Forum for Science, Industry and Business

Sponsored by:     3M 
Search our Site:

 

Listening device that could save lives

09.01.2002


A DEVICE that records and recognises what people are discussing at meetings – and alerts them if decisions are being re-made – is being developed with the help of information systems experts at Staffordshire University.



Staffordshire and Lancaster Universities have been jointly awarded £714,000 by the Engineering and Physical Sciences Research Council (EPSRC) to carry out the cutting-edge research project which will be partly based on artificial intelligence (AI) technology.

Professor Albert Alderson from Staffordhire University’s School of Computing’s Information Systems Group, is leading the project for Staffordshire University, while Professor Ian Sommerville is heading the project for Lancaster.


The aim of the three year study is to avoid the reworking of management decisions – a common problem, particularly in big organisations, which can lead to potential disaster.

To observe decision-making in action the researchers will visit industrial partners, including navigation experts Terrafix based in Stoke-on-Trent, and QSS Ltd, a requirements engineering company in Oxford.

“Often in big projects people make a decision and then they forget all about it so another decision is made about the very same issue,” explained Professor Alderson.

“This is obviously counter-productive and very wasteful in time and other resources. It can even lead to fatal consequences, such as the launch of the space shuttle Challenger which exploded shortly after take-off.

“This disaster is prime example of one decision being made but at a later point a contradictory decision being agreed - with calamitous results. That is why this research project is potentially so important and will have a wide ranging impact on any group which plans to make important decisions.”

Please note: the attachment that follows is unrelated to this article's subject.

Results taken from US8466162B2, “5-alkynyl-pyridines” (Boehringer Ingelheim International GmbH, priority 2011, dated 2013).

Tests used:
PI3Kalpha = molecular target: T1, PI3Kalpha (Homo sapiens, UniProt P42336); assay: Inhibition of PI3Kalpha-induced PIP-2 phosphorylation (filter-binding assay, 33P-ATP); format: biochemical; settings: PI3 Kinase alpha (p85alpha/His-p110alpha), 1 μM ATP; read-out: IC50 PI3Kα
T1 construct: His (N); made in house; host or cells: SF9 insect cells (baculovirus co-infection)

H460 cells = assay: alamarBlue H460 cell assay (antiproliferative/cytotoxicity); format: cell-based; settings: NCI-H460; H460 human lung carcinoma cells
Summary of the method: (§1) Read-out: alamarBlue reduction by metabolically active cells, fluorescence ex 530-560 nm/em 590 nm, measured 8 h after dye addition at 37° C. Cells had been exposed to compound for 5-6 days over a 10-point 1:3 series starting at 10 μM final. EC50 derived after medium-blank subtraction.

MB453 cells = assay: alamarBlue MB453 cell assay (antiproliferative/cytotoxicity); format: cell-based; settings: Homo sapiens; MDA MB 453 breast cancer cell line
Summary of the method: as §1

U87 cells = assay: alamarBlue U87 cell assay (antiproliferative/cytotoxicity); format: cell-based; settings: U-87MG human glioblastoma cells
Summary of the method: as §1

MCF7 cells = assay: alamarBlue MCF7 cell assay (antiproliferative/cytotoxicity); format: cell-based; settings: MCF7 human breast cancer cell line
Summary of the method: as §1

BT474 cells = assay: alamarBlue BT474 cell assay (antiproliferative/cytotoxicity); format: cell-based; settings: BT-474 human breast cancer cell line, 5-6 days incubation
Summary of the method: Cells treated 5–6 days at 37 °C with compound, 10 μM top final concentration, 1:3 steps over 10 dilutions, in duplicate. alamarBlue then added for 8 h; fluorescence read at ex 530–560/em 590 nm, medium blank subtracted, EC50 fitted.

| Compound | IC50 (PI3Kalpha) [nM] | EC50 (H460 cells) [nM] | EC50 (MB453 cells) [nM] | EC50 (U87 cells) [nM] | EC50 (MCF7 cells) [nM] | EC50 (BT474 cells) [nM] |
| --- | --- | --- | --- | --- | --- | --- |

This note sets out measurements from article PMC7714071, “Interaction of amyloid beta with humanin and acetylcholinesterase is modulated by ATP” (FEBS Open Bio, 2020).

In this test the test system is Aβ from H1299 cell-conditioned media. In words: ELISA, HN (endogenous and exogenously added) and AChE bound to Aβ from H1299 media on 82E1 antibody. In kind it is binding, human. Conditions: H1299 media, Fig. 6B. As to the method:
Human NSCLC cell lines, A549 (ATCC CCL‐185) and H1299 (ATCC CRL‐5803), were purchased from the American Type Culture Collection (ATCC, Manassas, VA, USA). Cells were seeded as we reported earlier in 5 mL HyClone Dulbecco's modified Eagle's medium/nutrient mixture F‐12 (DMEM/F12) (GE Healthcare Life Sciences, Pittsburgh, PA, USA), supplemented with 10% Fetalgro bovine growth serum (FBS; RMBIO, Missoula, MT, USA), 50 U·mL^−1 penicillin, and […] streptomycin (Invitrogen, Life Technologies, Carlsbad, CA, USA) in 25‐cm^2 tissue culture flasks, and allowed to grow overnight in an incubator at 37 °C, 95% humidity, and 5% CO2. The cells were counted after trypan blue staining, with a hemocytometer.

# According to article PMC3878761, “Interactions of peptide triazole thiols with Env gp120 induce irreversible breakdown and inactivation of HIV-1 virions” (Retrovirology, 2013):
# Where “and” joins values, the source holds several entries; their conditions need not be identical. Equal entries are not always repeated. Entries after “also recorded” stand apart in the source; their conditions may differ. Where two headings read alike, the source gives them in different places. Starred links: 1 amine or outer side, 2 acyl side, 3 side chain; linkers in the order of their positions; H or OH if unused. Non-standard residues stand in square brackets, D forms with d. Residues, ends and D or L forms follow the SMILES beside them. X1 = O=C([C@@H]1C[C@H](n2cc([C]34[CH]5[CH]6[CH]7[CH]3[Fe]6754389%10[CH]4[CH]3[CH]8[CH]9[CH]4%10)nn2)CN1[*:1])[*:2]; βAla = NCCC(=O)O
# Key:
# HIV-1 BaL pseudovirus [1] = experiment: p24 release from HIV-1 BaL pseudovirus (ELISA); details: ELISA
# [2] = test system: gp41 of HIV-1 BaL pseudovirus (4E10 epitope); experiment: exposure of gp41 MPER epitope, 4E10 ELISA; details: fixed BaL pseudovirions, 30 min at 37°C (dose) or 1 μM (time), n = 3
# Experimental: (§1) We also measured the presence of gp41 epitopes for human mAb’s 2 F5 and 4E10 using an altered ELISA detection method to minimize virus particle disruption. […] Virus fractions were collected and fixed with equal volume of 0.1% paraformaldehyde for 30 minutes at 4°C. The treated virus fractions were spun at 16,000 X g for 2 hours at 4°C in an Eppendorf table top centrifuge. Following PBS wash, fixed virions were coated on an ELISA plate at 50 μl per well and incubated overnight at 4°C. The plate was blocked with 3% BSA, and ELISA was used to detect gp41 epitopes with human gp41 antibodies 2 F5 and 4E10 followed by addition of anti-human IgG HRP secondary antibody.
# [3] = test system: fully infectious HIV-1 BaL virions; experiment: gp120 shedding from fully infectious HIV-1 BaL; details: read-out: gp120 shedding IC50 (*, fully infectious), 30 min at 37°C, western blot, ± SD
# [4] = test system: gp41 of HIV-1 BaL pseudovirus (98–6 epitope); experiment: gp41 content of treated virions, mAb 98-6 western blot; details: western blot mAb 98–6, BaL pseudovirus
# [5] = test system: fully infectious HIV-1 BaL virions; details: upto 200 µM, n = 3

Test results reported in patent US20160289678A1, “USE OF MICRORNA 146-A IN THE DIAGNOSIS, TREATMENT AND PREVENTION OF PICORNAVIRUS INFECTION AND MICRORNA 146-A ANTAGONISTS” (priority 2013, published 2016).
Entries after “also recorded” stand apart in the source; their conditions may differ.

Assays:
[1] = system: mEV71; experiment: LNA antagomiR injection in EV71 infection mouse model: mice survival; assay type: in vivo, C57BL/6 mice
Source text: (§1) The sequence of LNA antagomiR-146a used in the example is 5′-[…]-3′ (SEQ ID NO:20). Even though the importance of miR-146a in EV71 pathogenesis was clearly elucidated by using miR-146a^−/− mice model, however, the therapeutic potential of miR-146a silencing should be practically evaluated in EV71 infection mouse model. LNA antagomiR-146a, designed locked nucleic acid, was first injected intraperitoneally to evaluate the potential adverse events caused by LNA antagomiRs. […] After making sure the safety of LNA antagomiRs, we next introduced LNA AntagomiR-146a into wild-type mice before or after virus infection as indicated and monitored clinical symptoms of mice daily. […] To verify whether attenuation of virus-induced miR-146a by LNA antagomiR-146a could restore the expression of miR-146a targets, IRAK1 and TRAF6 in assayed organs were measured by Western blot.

Professor Alderson explained that the project will be based around a laptop computer which will be used by the person taking minutes at any meeting.

The computer will be fitted with state-of-the-art technology, such as a graphics pad and software that can capture and understand handwriting.

Another application to be used would be speech recognition software. Also being considered is the use of a device which can automatically recognise the words scrawled on a whiteboard.

By combining these applications the system will be able to record what is being discussed at any particular meeting and hold it in its memory.

The system – which will be networked to a larger and more powerful computer – will also be able to monitor what is being said at any subsequent forums and can alert those attending if they are discussing a matter previously debated on which a decision has already been agreed.

James Tallentire | alphagalileo

More articles from Information Technology:

nachricht Stable magnetic bit of three atoms
21.09.2017 | Sonderforschungsbereich 668

nachricht Drones can almost see in the dark
20.09.2017 | Universität Zürich

All articles from Information Technology >>>

The most recent press releases about innovation >>>

Die letzten 5 Focus-News des innovations-reports im Überblick:

Im Focus: The pyrenoid is a carbon-fixing liquid droplet

Plants and algae use the enzyme Rubisco to fix carbon dioxide, removing it from the atmosphere and converting it into biomass. Algae have figured out a way to increase the efficiency of carbon fixation. They gather most of their Rubisco into a ball-shaped microcompartment called the pyrenoid, which they flood with a high local concentration of carbon dioxide. A team of scientists at Princeton University, the Carnegie Institution for Science, Stanford University and the Max Plank Institute of Biochemistry have unravelled the mysteries of how the pyrenoid is assembled. These insights can help to engineer crops that remove more carbon dioxide from the atmosphere while producing more food.